I'm coming into this a little late as I'm a new member (as of today), but your post was the first I'd read and I know exactly what you're feeling about Kirby. I have a Corgi Poo named Sally who's been with me for close to 3 months. I adopted her from the local Humane Society when she was relinquished by her previous owner (and possible breeder? - jury's still out on that one).
I lost my labrador Shelby, aka Bubba, last November after 13 wonderful years. It was the toughest decision I think I've ever had to make, and yet the most compassionate one. I too am more of a Labrador type person (I think) - Shelby was with me the longest and previous dogs were usually of the medium size - border collie/blue heeler type. I considered getting another lab or lab mix, but was concerned about placing too many expectations on a new "lab" to be like Bubba. Bubba and I had each other figured out completely and the cats adored her (she thought it was her job to break up cat fights and protect "her" cats at all times, at least until her hips wouldn't let her anymore).
Sally seemed only slightly timid, was cute they said she'd been there a month and never once soiled her kennel - so I thought I that she would come out of herself and relax once she had a forever home and be nearly house broken (she was 8 months when I brought her home).
I realize that my experience with smaller dogs is limited, but I have a neighbor who has a Pembroke Corgi and I adore that little dog. It was my mistake to think that Sally would be similar (not exact, my expectations were more realistic). She is not. She is clingy in ways I never expected - she's nearly tripped my mother by being only inches from her feet at all times (mom is 72) and will follow me everywhere at all times (something I'm not at all used to). And she's not entirely housebroken. She CAN hold things, if she's kenneled, but if not she seems impervious to training to let me know when she needs to go outside. She's even been known to go outside (which we do 6-8 times a day) and then come inside and soil on the floor/rug within 30 minutes. Most times she won't go outside by herself... she'll stand outside the door and wait for me, or jump back into the porch through the cat door and sit outside the door, then, if I let her in, she'll soil on the flooor. This has gotten better since Dexter joined us - I can close the door and she'll remain outside with him for a time. (Dexter on the other hand will roam the back yard until he's tired, find a shady place and take a nap). She CAN hold things, but more often than not, refuses to and has made little progress in telling me when she has to go - she also has no apparent interest in any type of training or toys at all.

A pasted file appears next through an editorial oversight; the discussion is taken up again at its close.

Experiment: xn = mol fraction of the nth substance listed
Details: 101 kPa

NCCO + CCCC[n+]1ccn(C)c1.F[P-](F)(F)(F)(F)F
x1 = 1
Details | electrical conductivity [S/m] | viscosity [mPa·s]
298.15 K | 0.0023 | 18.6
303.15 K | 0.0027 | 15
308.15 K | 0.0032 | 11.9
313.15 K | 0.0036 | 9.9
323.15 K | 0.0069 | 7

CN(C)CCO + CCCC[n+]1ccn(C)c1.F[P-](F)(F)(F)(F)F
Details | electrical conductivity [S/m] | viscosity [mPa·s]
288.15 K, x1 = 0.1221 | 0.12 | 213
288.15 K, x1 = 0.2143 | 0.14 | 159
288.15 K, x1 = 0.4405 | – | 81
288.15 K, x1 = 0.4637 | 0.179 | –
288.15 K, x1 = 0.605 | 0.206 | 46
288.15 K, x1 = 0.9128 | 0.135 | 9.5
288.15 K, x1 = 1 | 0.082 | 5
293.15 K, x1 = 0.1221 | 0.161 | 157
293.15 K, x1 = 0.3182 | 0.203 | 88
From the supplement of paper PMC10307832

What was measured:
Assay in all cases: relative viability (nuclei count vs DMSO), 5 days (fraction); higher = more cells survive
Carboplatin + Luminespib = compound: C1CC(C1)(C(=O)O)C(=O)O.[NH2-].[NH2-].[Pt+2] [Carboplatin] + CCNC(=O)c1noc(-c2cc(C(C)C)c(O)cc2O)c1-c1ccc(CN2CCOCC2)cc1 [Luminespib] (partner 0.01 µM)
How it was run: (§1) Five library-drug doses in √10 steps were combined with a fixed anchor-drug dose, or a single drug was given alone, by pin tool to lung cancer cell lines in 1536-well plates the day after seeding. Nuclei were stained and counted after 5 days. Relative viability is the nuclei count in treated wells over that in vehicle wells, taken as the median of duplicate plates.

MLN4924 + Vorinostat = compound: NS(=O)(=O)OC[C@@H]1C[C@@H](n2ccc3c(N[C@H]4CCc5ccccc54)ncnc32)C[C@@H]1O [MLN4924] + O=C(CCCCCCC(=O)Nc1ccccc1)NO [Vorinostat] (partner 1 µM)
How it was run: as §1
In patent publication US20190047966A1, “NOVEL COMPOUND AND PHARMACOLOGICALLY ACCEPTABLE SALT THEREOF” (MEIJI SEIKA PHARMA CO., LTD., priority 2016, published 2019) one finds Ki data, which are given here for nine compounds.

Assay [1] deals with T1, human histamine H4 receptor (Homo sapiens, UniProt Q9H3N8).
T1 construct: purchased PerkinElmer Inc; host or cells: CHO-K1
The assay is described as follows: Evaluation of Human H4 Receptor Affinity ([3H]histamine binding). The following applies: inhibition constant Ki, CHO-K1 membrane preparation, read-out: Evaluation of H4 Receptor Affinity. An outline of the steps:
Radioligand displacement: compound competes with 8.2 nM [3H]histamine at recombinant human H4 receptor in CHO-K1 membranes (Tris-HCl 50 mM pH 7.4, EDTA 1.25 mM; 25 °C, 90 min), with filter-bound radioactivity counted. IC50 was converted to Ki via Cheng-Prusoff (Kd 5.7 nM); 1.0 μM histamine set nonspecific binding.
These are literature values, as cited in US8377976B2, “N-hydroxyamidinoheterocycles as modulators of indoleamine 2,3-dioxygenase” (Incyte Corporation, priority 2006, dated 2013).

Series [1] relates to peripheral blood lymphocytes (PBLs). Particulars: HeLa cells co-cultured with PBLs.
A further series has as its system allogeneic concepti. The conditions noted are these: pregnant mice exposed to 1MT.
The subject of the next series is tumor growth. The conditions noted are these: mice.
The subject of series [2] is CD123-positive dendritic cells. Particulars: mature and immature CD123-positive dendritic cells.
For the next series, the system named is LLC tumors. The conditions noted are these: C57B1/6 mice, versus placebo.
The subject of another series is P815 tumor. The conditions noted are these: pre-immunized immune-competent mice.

So, with all that said, I'm still struggling with the kind of dog I'd like to have and the kind of dog she is. She would be perfectly suited for someone who wants to dote on her and make her the princess she deserves. Sadly, that is not me. I am no princess and I've never had dogs that were. I like independence and confidence in a dog, something Dexter is already displaying even as a 2 mo. old pup. He's attentive, plays with toys and interacts with me well, and learns quickly. I find myself comparing the two and hoping (once the puppies are old enough) that I can find a better suited "forever home" for Sally.
I too feel guilty most of the time that I haven't "clicked" with her the way I have with Dexter. I take Dexter to work with me (a luxury I know) and we do fine. Sally gets very very car sick - even with a 20 minute drive to the vet - Dex likes to put his nose to the wind and do what a dog does.
If it weren't for the puppies, I think I would have been actively pursuing another home for Sally.. a GOOD home, but another just the same. I often think that it's just wrong that while I feel the urge to hug and kiss Dex and make plans for his future (I'm thinking some agility training) I don't see the same potential, or feeling for Sally. More often than not, I just plain feel frustrated and uncaring.
On a side note though, Sally does seem to be a little happier with Dexter around since I know she was with other dogs before she was surrendered... she plays very well with him and has already taught him well, that the doggie gate to the bathroom is as close as he will be getting to her puppies, at least for now.
Hang in there. I've read the replies to your original post and it's confirmed for me, that I am most likely a one dog person, and that dog needs to be an active participant in the relationship and willing to adapt to the needs of the household. I will do my best to find her the best ever home I can, when the time is right.
Yeah I think sometimes maybe the best we can do for them is pull them from a bad situation and place them in a better one, maybe that "better one" is our home, but maybe it is a place with a more suitable owner who will love and dote on them like they deserve. Watching my friend with Kirby makes me want to just drop him off at her doorstep Lol! They get along so well together and he ADORES her. He's only met her a few times but he is head over heels for her, not like with anybody else he knows. We will see what happens in the future after he adjusts to this move.
I have my fingers and toes crossed!
Love the video...maybe having more room for the 2 to romp will help????